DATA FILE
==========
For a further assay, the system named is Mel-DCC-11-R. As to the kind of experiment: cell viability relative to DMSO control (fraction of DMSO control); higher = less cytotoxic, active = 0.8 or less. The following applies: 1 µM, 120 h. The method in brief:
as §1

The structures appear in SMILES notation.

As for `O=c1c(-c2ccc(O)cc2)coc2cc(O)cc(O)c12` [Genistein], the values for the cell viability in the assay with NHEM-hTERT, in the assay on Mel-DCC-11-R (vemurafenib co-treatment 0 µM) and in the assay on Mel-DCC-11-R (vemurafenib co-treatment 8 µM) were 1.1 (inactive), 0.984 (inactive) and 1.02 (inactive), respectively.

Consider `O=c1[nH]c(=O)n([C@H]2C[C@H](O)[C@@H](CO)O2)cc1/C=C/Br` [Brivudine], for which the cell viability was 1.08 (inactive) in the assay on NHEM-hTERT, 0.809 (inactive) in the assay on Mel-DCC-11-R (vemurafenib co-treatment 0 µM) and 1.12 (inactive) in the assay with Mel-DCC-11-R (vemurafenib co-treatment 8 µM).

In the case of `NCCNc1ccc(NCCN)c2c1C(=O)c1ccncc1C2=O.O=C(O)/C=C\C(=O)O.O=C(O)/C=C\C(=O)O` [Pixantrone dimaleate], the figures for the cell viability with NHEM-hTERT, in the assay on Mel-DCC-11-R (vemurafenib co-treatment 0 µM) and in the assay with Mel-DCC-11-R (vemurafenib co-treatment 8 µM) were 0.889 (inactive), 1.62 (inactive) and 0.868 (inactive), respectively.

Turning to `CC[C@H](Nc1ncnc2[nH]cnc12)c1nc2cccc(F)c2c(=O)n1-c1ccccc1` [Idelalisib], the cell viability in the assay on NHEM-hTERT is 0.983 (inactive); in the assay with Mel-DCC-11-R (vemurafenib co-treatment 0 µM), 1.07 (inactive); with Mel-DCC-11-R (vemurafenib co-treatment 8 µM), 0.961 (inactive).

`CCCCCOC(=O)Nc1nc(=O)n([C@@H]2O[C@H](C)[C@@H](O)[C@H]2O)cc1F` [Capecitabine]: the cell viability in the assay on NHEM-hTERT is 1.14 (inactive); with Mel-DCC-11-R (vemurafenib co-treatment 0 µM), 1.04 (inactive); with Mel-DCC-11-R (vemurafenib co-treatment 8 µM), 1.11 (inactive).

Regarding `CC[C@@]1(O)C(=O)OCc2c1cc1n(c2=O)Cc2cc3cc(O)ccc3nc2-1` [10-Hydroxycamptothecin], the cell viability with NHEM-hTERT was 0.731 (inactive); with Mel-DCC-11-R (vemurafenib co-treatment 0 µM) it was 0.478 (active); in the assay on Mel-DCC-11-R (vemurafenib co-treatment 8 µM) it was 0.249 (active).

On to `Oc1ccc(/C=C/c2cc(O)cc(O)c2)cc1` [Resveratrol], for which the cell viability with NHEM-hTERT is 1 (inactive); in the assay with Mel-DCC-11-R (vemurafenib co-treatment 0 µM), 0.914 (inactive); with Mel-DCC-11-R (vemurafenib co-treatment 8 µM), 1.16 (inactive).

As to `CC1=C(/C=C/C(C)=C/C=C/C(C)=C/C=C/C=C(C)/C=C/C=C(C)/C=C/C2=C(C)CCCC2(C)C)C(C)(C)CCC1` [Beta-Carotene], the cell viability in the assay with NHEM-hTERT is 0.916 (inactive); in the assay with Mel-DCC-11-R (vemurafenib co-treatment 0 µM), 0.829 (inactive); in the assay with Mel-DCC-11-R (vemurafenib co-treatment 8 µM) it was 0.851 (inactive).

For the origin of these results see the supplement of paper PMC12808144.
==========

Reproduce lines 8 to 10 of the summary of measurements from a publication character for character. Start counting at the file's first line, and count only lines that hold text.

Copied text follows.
`CCCCCOC(=O)Nc1nc(=O)n([C@@H]2O[C@H](C)[C@@H](O)[C@H]2O)cc1F` [Capecitabine]: the cell viability in the assay on NHEM-hTERT is 1.14 (inactive); with Mel-DCC-11-R (vemurafenib co-treatment 0 µM), 1.04 (inactive); with Mel-DCC-11-R (vemurafenib co-treatment 8 µM), 1.11 (inactive).

Regarding `CC[C@@]1(O)C(=O)OCc2c1cc1n(c2=O)Cc2cc3cc(O)ccc3nc2-1` [10-Hydroxycamptothecin], the cell viability with NHEM-hTERT was 0.731 (inactive); with Mel-DCC-11-R (vemurafenib co-treatment 0 µM) it was 0.478 (active); in the assay on Mel-DCC-11-R (vemurafenib co-treatment 8 µM) it was 0.249 (active).

On to `Oc1ccc(/C=C/c2cc(O)cc(O)c2)cc1` [Resveratrol], for which the cell viability with NHEM-hTERT is 1 (inactive); in the assay with Mel-DCC-11-R (vemurafenib co-treatment 0 µM), 0.914 (inactive); with Mel-DCC-11-R (vemurafenib co-treatment 8 µM), 1.16 (inactive).